An Indian Civilizational Perspective

Is US of today where Persia was yesterday?

Like I said earlier in the post, Religion colors everyone’s logic and rationale. Whatever one could see through easily, is lost to him when the extra layer of religion comes through.

I had discussed in this post (Two Millenia of India’s Economic Journey) that the first casualty when a society goes down is the scientific temper. And there is a reason why I have not called it “Science”. In my view, Science like Religion is an ideology. It has its own fundamentalists. People who will go to any length to obfuscate the truth. There have been some brilliant and smart minds in early 20th century who could think out of the box. Today’s materialist scientists can’t think out of the box. They take a line. Jump into a box and join a camp. When you join a side/box/camp, you are no longer independent. Whether its a camp of religion or of scientists. If it is an ideological camp then you are bonded. You cannot agree with some points and disagree with 4 others. You are expected to agree with all! So ends your freedom.

Religion works similarly. There are enough scientists who happen to believe that Bible is their latest physics primer and would not deviate.

Funny thing is Truth is with neither.

Such is the effect of religion in the US, that people are averse to science as a matter of ideology. It does not matter whether they agree with it or not. Whatever the scientists say, they disagree.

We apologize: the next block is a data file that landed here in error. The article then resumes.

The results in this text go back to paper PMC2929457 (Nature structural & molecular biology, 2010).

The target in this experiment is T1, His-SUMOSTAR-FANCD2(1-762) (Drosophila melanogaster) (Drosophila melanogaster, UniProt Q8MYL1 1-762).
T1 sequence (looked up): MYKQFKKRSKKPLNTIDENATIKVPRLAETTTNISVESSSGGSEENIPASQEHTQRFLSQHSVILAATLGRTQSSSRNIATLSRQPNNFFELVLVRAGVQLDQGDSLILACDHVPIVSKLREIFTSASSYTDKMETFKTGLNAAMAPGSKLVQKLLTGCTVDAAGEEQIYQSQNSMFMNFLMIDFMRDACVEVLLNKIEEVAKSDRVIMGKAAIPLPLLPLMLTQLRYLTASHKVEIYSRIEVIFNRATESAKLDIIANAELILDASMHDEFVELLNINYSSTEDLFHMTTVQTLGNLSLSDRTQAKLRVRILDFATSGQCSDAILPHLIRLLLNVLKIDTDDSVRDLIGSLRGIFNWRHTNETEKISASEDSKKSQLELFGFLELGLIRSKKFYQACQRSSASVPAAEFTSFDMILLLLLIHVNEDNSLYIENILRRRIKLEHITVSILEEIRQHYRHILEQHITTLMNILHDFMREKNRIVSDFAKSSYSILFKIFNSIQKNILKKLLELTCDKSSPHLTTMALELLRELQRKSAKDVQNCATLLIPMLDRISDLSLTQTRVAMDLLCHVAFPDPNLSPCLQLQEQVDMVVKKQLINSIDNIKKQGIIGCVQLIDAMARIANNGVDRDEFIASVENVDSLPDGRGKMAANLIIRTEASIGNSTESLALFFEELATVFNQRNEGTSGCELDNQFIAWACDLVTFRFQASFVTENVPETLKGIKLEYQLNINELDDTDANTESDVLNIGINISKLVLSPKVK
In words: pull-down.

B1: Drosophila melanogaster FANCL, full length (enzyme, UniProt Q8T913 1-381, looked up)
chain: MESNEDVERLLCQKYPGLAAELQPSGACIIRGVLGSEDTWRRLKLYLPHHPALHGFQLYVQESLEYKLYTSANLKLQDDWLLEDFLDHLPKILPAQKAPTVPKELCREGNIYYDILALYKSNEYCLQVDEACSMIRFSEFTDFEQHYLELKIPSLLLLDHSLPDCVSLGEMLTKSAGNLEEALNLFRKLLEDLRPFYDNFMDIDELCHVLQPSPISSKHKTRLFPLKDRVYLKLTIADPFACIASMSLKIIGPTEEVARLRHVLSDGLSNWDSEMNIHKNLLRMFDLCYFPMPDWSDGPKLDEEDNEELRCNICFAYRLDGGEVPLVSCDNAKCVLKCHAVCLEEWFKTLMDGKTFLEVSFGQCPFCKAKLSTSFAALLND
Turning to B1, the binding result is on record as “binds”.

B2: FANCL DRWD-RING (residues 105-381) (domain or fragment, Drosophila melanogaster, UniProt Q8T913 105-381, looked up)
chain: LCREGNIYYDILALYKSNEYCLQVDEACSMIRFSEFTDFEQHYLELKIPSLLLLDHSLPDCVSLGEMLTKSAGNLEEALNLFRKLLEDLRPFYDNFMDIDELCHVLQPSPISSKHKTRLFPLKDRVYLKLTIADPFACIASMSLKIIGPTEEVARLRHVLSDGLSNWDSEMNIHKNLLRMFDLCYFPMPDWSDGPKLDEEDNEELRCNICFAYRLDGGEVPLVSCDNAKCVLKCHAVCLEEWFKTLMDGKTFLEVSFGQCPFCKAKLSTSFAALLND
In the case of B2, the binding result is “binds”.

There was a time when Persia was very good in science and mathematics. Today the Islamic world is far behind. In fact many in the Islamic world believe that Science is anti-Islamic. It is a natural progression from blind love for Religion to blind hatred for science. See at the survey results below. Do you see in the US of today, the Persia of yesterday? Quite Frankly, I do.

Is nanotechnology morally acceptable? For a significant percentage of Americans, the answer is no, according to a recent survey of Americans’ attitudes about the science of the very small.

Addressing scientists Feb. 15, 2008 at the annual meeting of the American Association for the Advancement of Science, Dietram Scheufele, a University of Wisconsin-Madison professor of life sciences communication, presented new survey results that show religion exerts far more influence on public views of technology in the United States than in Europe.

“Our data show a much lower percentage of people who agree that nanotechnology is morally acceptable in the U.S. than in Europe,” says Scheufele, an expert on public opinion and science and technology.

Nano technology is being evaluated on the grounds of MORALS? Is something amiss? Its about that same animal called moral values. As if they are any useful (The complete nonsense of religious values)

The moral qualms people of faith express about nanotechnology is not a question of ignorance of the technology, says Scheufele, explaining that survey respondents are well-informed about nanotechnology and its potential benefits.

“They still oppose it,” he says. “They are rejecting it based on religious beliefs. The issue isn’t about informing these people. They are informed.”

Get Drishtikone Updates
in your inbox

Subscribe to Drishtikone updates and get interesting stuff and updates to your email inbox.

Comments are closed.

Get Drishtikone Updates
in your inbox

Subscribe to Drishtikone updates and get interesting stuff and updates to your email inbox.